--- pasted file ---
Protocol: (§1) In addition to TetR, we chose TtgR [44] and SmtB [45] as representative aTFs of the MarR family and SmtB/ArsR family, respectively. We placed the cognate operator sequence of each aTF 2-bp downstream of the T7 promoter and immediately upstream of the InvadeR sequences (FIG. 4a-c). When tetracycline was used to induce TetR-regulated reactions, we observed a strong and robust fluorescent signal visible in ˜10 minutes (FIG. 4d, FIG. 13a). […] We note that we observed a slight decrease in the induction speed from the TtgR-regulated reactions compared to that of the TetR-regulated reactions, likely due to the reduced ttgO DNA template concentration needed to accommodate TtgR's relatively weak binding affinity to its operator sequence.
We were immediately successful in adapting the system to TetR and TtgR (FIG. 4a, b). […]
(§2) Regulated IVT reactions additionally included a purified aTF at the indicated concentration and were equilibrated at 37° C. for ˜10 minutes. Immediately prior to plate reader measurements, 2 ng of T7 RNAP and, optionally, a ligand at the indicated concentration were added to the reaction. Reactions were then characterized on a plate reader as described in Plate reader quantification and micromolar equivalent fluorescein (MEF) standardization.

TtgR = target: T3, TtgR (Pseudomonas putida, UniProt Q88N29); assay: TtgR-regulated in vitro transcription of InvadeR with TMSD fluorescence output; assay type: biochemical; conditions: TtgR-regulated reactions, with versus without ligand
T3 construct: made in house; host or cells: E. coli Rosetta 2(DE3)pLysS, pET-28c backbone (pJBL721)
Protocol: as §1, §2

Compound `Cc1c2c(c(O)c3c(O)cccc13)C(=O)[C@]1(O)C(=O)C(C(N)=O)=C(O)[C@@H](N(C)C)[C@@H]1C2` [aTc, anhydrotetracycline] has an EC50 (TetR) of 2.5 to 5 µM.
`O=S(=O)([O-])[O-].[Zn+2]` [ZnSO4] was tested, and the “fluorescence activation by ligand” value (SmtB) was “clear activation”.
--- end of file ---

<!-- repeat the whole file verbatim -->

Protocol: (§1) In addition to TetR, we chose TtgR [44] and SmtB [45] as representative aTFs of the MarR family and SmtB/ArsR family, respectively. We placed the cognate operator sequence of each aTF 2-bp downstream of the T7 promoter and immediately upstream of the InvadeR sequences (FIG. 4a-c). When tetracycline was used to induce TetR-regulated reactions, we observed a strong and robust fluorescent signal visible in ˜10 minutes (FIG. 4d, FIG. 13a). […] We note that we observed a slight decrease in the induction speed from the TtgR-regulated reactions compared to that of the TetR-regulated reactions, likely due to the reduced ttgO DNA template concentration needed to accommodate TtgR's relatively weak binding affinity to its operator sequence.
We were immediately successful in adapting the system to TetR and TtgR (FIG. 4a, b). […]
(§2) Regulated IVT reactions additionally included a purified aTF at the indicated concentration and were equilibrated at 37° C. for ˜10 minutes. Immediately prior to plate reader measurements, 2 ng of T7 RNAP and, optionally, a ligand at the indicated concentration were added to the reaction. Reactions were then characterized on a plate reader as described in Plate reader quantification and micromolar equivalent fluorescein (MEF) standardization.

TtgR = target: T3, TtgR (Pseudomonas putida, UniProt Q88N29); assay: TtgR-regulated in vitro transcription of InvadeR with TMSD fluorescence output; assay type: biochemical; conditions: TtgR-regulated reactions, with versus without ligand
T3 construct: made in house; host or cells: E. coli Rosetta 2(DE3)pLysS, pET-28c backbone (pJBL721)
Protocol: as §1, §2

Compound `Cc1c2c(c(O)c3c(O)cccc13)C(=O)[C@]1(O)C(=O)C(C(N)=O)=C(O)[C@@H](N(C)C)[C@@H]1C2` [aTc, anhydrotetracycline] has an EC50 (TetR) of 2.5 to 5 µM.
`O=S(=O)([O-])[O-].[Zn+2]` [ZnSO4] was tested, and the “fluorescence activation by ligand” value (SmtB) was “clear activation”.